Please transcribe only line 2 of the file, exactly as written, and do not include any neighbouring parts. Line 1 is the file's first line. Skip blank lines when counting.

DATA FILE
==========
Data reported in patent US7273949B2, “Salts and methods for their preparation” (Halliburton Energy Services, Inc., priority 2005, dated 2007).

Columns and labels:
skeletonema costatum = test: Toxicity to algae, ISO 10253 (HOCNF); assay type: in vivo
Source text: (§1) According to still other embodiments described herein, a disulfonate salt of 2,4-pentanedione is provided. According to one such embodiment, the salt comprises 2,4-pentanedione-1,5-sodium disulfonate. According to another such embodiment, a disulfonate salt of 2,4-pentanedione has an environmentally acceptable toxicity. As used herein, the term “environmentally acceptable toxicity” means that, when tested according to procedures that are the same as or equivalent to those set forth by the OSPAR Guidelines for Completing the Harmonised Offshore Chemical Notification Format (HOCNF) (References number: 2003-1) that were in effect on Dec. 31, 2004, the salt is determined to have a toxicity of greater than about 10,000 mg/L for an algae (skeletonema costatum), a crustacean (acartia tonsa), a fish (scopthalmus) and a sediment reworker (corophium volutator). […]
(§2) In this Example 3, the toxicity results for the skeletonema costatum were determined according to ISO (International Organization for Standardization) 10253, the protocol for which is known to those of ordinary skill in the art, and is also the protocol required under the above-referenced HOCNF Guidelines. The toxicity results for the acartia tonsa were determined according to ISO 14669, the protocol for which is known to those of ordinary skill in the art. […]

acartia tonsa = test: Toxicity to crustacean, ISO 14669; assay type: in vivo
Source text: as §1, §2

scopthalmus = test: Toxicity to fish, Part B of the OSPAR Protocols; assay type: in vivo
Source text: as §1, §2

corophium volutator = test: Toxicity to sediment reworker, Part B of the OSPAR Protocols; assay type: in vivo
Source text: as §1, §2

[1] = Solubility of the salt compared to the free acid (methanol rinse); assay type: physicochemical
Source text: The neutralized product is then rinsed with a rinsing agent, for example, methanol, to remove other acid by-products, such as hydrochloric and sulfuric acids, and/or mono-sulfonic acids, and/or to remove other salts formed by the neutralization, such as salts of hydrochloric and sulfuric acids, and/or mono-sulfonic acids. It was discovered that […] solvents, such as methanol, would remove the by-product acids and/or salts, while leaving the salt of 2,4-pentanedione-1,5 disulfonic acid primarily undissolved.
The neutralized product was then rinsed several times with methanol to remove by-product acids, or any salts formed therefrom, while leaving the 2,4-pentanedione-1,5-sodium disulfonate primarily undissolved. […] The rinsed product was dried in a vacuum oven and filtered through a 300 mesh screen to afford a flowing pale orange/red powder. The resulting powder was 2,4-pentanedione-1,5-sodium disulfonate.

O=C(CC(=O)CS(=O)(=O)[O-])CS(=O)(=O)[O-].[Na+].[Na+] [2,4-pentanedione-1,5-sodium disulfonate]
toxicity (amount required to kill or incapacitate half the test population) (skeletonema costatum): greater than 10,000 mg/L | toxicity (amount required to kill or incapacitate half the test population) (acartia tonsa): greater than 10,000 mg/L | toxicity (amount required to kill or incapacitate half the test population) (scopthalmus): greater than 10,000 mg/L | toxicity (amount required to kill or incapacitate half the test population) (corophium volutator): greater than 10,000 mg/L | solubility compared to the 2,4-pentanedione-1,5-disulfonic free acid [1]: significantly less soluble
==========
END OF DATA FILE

Columns and labels: